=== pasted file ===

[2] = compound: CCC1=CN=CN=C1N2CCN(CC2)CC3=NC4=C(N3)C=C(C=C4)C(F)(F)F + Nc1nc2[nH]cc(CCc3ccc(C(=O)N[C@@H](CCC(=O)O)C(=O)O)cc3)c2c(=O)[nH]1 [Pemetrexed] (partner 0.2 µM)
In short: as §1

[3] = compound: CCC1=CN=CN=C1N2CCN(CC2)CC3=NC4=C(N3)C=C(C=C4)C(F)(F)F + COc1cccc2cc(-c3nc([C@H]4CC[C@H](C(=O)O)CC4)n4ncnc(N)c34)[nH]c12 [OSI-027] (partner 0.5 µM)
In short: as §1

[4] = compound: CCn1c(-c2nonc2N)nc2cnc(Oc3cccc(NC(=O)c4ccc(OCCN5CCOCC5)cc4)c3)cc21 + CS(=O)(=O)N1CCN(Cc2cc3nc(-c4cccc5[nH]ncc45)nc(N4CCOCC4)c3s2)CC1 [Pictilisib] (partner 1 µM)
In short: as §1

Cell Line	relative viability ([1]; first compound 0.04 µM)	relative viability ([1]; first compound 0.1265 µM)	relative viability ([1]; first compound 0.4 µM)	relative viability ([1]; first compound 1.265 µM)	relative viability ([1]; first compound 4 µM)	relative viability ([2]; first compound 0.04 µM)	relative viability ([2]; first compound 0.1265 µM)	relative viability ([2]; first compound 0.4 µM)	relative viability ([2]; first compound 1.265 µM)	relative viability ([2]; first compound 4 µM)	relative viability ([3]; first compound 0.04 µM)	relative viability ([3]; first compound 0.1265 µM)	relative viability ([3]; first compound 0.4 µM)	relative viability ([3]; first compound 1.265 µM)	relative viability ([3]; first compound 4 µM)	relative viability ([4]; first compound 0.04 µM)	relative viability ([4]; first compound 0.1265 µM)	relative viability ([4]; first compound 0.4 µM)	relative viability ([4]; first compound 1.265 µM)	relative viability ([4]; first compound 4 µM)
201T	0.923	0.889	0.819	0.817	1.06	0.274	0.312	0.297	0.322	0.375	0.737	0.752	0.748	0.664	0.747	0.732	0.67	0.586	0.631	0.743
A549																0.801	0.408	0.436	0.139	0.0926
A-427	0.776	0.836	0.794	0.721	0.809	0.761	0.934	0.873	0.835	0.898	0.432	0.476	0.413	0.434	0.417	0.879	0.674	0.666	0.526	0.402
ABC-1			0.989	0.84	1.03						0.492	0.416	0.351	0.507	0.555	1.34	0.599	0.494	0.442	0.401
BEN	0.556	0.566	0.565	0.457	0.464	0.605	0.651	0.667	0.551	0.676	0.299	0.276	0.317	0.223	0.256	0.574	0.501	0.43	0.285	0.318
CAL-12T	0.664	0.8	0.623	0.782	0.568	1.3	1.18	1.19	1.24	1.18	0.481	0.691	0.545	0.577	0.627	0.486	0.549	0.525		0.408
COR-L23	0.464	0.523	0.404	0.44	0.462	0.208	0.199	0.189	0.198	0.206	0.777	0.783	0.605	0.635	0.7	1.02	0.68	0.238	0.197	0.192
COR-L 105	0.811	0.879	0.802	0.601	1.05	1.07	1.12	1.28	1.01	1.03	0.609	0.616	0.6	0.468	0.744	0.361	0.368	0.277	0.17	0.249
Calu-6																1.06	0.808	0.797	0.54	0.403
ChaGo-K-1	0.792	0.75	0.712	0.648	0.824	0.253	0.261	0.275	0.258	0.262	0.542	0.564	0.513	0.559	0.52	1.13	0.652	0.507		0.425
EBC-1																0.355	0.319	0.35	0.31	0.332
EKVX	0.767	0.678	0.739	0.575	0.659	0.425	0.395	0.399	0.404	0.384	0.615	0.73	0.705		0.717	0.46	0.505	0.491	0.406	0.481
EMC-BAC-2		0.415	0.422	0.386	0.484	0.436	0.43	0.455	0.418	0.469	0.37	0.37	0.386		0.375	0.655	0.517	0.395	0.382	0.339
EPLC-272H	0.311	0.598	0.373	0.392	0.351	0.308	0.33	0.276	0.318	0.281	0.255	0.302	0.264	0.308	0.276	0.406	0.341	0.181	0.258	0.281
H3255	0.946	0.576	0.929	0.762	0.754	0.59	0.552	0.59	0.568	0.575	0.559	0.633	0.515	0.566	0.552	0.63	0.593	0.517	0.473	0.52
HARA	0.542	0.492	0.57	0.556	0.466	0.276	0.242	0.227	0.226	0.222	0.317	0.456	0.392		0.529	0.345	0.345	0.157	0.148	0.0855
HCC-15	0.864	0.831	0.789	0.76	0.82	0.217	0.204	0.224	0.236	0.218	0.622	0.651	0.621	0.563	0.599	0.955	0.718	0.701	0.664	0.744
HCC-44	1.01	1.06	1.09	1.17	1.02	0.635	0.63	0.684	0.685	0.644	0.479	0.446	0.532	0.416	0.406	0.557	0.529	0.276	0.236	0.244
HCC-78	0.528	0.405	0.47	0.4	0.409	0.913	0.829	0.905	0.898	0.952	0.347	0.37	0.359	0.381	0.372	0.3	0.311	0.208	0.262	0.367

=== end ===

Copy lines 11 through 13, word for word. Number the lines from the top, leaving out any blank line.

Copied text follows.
ABC-1			0.989	0.84	1.03						0.492	0.416	0.351	0.507	0.555	1.34	0.599	0.494	0.442	0.401
BEN	0.556	0.566	0.565	0.457	0.464	0.605	0.651	0.667	0.551	0.676	0.299	0.276	0.317	0.223	0.256	0.574	0.501	0.43	0.285	0.318
CAL-12T	0.664	0.8	0.623	0.782	0.568	1.3	1.18	1.19	1.24	1.18	0.481	0.691	0.545	0.577	0.627	0.486	0.549	0.525		0.408